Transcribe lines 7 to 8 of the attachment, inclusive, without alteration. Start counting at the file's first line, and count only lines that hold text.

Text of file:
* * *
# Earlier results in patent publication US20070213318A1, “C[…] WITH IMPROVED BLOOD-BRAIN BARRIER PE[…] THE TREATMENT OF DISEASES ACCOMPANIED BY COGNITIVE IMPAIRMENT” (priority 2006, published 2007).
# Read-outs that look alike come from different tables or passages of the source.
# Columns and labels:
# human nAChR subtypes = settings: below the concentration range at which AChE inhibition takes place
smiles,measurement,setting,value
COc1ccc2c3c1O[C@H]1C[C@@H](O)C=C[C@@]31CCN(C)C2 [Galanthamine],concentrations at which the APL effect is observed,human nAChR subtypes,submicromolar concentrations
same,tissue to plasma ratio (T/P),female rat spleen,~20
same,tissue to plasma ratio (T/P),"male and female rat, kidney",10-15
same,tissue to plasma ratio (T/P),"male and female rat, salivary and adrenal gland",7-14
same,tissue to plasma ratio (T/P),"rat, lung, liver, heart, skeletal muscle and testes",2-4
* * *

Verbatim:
same,tissue to plasma ratio (T/P),female rat spleen,~20
same,tissue to plasma ratio (T/P),"male and female rat, kidney",10-15